The answer was leveraged financial engineering—that is, the roll-up of similar pots, pans, and discards for an eventual coming out party on Wall Street. To this end, Mead perfumed the pig on the way out the door. In conjunction with a sweeping corporate “restructuring” program, 13 manufacturing and distribution facilities were consolidated into six and a$90 million “restructuring reserve” was established to cover asset write downs and severance costs for upwards of a thousand terminated employees.

So Bain Capital and the division’s senior management became the proud owner of a slimmed down $100 million business that dominated the market for legal sized yellow pads. Yet even with all of Mead’s predivestiture elimination of plants and jobs, Ampad’s earnings in 1991 (before interest, tax, depreciation, and amortization) amounted to the grand sum of $4.9 million.

Mead also topped up Bain’s tiny $5 million equity investment with short-term financing and generous loans to the divested executives. But despite these Band-Aids from a big company trying to rid itself of a loser, the results showed that the suits from Boston had not moved the needle at all. By 1993, earnings had inched up only to $5.1 million—meaning that after 18 month’s effort, Bain had come up with only $1 million of value gain at prevailing cashflow multiples. Accordingly, it determined that yellow pads were not enough, and in the summer of 1994 it launched a spree of acquisitions hoping that accordion file folders and business envelopes were the way of the future! The market was held to be large—amounting to some 169 billion envelopes per year—but the snag was they sold for only 1.6 cents each. To make a difference to its profits, therefore, Ampad needed to sell 10 billion to 15 billion envelopes a year.

This turned out to not be a problem. Another group of leveraged operators had been at work for nine years consolidating the business envelope sector under the Williamhouse umbrella and had accumulated numerous plants and properties. By 1995, the Williamhouse roll-up of envelope makers and distributors had accumulated $150 million of debt, about $250 million of sales, and a modest operating cash flow of about $16 million.

So in October 1995, Bain again rolled the dice on a “transformative” acquisition. It spent $300 million acquiring Williamhouse, assuming all its heavy debt. The purchase price at 18X operating free cash flow was on the far edge of risky, but once again the putative “synergies” proved compelling to Bain’s bankers at the Bankers Trust Company. They refinanced all of the huge Williamhouse debts and provided an additional loan of $245 million. As it happened, Bain only needed $150 million to buy Williamhouse’s stock and pay the deal fees. So it sent its bankers a case of champagne and helped itself to a $60 million dividend in compensation for prospective “synergies” from a day-old merger. By year-end 1995, Ampad had added envelopes and accordion files to its yellow pad portfolio, but in the process of its frenetic acquisitions, Bain had trashed the company’s balance sheet. Compared to $45 million of debt at year-end 1994, Ampad by June 2006 had 10X as much debt to service—$460 million!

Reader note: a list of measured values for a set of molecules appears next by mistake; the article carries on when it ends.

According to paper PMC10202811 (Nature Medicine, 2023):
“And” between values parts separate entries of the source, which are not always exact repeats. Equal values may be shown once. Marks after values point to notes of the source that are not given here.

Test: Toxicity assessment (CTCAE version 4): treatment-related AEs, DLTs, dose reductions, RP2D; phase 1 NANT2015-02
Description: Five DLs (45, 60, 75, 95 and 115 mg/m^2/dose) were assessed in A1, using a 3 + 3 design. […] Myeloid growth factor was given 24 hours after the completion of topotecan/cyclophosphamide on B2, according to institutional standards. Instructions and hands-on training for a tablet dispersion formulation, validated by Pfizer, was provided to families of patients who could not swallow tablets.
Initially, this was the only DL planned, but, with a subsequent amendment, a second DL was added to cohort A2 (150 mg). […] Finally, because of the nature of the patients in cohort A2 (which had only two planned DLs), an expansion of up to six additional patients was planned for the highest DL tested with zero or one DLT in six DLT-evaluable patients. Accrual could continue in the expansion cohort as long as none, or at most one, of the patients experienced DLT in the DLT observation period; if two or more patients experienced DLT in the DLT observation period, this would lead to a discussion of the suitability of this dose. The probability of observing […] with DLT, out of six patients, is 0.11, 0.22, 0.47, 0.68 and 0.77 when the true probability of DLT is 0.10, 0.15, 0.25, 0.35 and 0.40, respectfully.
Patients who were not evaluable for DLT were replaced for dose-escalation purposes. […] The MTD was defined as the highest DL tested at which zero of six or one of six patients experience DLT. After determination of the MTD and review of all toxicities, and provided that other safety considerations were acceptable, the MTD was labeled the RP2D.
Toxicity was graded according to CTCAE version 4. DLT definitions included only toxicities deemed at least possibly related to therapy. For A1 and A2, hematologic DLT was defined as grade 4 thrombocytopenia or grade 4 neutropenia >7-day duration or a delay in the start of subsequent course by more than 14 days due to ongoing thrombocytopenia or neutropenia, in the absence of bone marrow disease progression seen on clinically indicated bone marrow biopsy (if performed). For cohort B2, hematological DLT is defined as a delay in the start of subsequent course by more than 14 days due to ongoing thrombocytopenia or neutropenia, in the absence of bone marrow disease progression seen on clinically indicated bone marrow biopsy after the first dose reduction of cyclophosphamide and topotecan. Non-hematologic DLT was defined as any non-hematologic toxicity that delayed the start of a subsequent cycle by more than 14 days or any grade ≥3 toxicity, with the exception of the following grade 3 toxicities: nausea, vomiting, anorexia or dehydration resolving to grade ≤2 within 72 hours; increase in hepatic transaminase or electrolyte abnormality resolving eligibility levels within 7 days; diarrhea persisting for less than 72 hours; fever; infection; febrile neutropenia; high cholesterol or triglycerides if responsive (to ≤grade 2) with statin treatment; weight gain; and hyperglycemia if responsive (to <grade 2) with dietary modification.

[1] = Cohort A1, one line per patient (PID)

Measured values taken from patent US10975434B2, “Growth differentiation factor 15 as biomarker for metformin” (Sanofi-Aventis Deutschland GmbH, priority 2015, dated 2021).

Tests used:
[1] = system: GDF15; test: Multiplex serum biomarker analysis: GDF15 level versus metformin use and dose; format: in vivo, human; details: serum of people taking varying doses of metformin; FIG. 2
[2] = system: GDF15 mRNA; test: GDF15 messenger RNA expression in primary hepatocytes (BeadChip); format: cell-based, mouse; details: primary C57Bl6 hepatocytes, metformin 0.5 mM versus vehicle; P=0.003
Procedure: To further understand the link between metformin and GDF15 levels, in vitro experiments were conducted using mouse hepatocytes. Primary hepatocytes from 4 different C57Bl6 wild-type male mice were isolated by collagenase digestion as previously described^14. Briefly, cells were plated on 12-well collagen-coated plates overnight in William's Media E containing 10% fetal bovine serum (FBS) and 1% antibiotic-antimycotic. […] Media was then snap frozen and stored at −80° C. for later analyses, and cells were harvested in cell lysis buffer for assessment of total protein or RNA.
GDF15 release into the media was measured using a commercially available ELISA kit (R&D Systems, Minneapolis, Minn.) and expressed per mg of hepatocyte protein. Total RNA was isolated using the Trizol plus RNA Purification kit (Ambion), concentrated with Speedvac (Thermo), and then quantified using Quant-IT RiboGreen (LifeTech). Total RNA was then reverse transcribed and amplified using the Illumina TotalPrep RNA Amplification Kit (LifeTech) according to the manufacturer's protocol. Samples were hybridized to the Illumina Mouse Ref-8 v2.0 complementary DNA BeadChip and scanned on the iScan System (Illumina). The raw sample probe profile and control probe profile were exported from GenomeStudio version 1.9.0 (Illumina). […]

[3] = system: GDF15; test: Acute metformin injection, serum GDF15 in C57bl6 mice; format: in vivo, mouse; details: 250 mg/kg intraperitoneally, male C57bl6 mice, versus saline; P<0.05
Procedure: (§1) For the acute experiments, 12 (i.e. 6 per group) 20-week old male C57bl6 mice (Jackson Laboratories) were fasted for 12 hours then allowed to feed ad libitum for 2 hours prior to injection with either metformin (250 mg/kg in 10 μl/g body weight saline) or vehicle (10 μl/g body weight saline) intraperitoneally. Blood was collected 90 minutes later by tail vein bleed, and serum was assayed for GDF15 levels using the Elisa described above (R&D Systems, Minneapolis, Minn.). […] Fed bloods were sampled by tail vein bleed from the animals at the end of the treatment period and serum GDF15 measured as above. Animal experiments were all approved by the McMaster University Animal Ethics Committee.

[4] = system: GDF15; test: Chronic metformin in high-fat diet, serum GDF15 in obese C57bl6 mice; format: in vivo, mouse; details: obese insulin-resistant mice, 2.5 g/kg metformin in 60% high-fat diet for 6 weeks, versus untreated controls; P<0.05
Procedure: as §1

It therefore desperately needed the promised giant synergies, but, alas, they were not arriving as scheduled. Ampad generated barely enough operating income during the first six months of 1996 to cover its swollen interest payments, causing it to report a negligible 5 cents per share of net income. Yet since Bain Capital had now harvested a dividend that was 12X its original investment, it was basically home free—with a call option on either operational miracles or clever marketing and accounting. Not surprisingly, Bain opted for marketing and accounting razzmatazz. In June 1996,it launched an IPO at $15 per share—or about 150X its actual annualized rate of earnings during the first half of the year. The road show had an altogether different spin, however. The IPO boasted “proforma” financials—that is, not actual sales and profits but “would have been” results. Thus, 1995 pro forma sales of $620 million reflected the full year impact of its acquisitions—implying that Ampad was a born again “growth” company. Compared to its actual sales of only $100 million in 1991, it had purportedly been growing at 53 percent annually. The fact that 90 percent of this growth was due to debt funded acquisitions was presumably to be overlooked.

The magic wand, however, came in the pro forma “adjustments” to earnings. The company had actually reported 1995 operating earnings of a scant $1.5 million and a net loss after interest and taxes, but in a five page bridge table that was a wonder to behold, the offering prospectus detailed several dozen pro forma adjustments that envisaged the newly minted amalgamation of companies—Ampad-Williamhouse-Globe-We-is-Niagara—as a gusher of profits. Its interest costs had tripled, but thanks to “synergies,” cost savings, and future operating improvements, the $1.5 million of actual 1995 earnings were to be viewed—through the lens of pro forma magic—as $57 million of operating income.

This $57 million result included a lot of chickens that had not yet hatched. For example, $8.5 million of higher operating income was to be from the Niagara Envelope acquisition that had not actually finalized as of the IPO prospectus. Likewise, a savings of $4.5 million was cited from closing Williamhouse’s New York City headquarters, even though rent and severance costs several times greater were buried in purchase accounting and would be paid for years to come.